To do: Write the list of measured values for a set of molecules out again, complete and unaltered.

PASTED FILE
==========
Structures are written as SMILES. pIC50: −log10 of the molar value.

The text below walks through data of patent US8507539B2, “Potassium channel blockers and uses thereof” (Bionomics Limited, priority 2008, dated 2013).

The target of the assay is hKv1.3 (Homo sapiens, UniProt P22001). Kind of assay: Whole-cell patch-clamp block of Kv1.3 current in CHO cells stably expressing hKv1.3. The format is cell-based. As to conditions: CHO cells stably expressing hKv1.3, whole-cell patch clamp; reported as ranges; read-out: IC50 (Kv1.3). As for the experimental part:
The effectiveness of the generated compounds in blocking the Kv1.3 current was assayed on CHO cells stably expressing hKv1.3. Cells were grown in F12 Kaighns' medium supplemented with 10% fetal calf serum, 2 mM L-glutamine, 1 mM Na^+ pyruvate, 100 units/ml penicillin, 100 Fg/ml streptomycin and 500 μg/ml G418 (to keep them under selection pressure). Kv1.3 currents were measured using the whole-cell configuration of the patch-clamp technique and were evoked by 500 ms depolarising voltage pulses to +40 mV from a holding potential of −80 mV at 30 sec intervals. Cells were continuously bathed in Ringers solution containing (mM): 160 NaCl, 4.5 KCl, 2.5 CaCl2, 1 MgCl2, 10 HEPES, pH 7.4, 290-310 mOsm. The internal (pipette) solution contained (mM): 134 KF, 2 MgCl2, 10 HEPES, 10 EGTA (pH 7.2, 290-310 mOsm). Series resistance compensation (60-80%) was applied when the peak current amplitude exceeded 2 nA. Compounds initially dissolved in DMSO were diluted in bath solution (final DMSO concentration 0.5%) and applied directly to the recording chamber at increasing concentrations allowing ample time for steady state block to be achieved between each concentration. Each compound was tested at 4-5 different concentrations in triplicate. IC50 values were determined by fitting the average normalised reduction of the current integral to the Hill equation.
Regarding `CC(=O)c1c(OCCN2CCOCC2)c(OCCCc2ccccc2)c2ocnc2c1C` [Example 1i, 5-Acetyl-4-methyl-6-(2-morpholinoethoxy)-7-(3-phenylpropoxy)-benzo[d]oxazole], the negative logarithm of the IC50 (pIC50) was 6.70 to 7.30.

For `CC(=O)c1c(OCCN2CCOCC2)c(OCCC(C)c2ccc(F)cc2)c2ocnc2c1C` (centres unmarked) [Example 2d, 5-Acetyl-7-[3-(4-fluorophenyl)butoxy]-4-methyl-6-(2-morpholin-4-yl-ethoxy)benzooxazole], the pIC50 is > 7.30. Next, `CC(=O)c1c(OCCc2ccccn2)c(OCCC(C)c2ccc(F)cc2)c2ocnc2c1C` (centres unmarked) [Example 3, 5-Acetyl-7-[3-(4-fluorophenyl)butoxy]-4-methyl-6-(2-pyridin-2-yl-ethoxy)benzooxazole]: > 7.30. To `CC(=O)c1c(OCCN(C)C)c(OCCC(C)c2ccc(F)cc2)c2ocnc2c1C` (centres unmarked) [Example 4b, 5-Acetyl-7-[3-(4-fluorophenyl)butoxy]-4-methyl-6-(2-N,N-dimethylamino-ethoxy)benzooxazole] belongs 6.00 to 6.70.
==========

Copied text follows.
Structures are written as SMILES. pIC50: −log10 of the molar value.

The text below walks through data of patent US8507539B2, “Potassium channel blockers and uses thereof” (Bionomics Limited, priority 2008, dated 2013).

The target of the assay is hKv1.3 (Homo sapiens, UniProt P22001). Kind of assay: Whole-cell patch-clamp block of Kv1.3 current in CHO cells stably expressing hKv1.3. The format is cell-based. As to conditions: CHO cells stably expressing hKv1.3, whole-cell patch clamp; reported as ranges; read-out: IC50 (Kv1.3). As for the experimental part:
The effectiveness of the generated compounds in blocking the Kv1.3 current was assayed on CHO cells stably expressing hKv1.3. Cells were grown in F12 Kaighns' medium supplemented with 10% fetal calf serum, 2 mM L-glutamine, 1 mM Na^+ pyruvate, 100 units/ml penicillin, 100 Fg/ml streptomycin and 500 μg/ml G418 (to keep them under selection pressure). Kv1.3 currents were measured using the whole-cell configuration of the patch-clamp technique and were evoked by 500 ms depolarising voltage pulses to +40 mV from a holding potential of −80 mV at 30 sec intervals. Cells were continuously bathed in Ringers solution containing (mM): 160 NaCl, 4.5 KCl, 2.5 CaCl2, 1 MgCl2, 10 HEPES, pH 7.4, 290-310 mOsm. The internal (pipette) solution contained (mM): 134 KF, 2 MgCl2, 10 HEPES, 10 EGTA (pH 7.2, 290-310 mOsm). Series resistance compensation (60-80%) was applied when the peak current amplitude exceeded 2 nA. Compounds initially dissolved in DMSO were diluted in bath solution (final DMSO concentration 0.5%) and applied directly to the recording chamber at increasing concentrations allowing ample time for steady state block to be achieved between each concentration. Each compound was tested at 4-5 different concentrations in triplicate. IC50 values were determined by fitting the average normalised reduction of the current integral to the Hill equation.
Regarding `CC(=O)c1c(OCCN2CCOCC2)c(OCCCc2ccccc2)c2ocnc2c1C` [Example 1i, 5-Acetyl-4-methyl-6-(2-morpholinoethoxy)-7-(3-phenylpropoxy)-benzo[d]oxazole], the negative logarithm of the IC50 (pIC50) was 6.70 to 7.30.

For `CC(=O)c1c(OCCN2CCOCC2)c(OCCC(C)c2ccc(F)cc2)c2ocnc2c1C` (centres unmarked) [Example 2d, 5-Acetyl-7-[3-(4-fluorophenyl)butoxy]-4-methyl-6-(2-morpholin-4-yl-ethoxy)benzooxazole], the pIC50 is > 7.30. Next, `CC(=O)c1c(OCCc2ccccn2)c(OCCC(C)c2ccc(F)cc2)c2ocnc2c1C` (centres unmarked) [Example 3, 5-Acetyl-7-[3-(4-fluorophenyl)butoxy]-4-methyl-6-(2-pyridin-2-yl-ethoxy)benzooxazole]: > 7.30. To `CC(=O)c1c(OCCN(C)C)c(OCCC(C)c2ccc(F)cc2)c2ocnc2c1C` (centres unmarked) [Example 4b, 5-Acetyl-7-[3-(4-fluorophenyl)butoxy]-4-methyl-6-(2-N,N-dimethylamino-ethoxy)benzooxazole] belongs 6.00 to 6.70.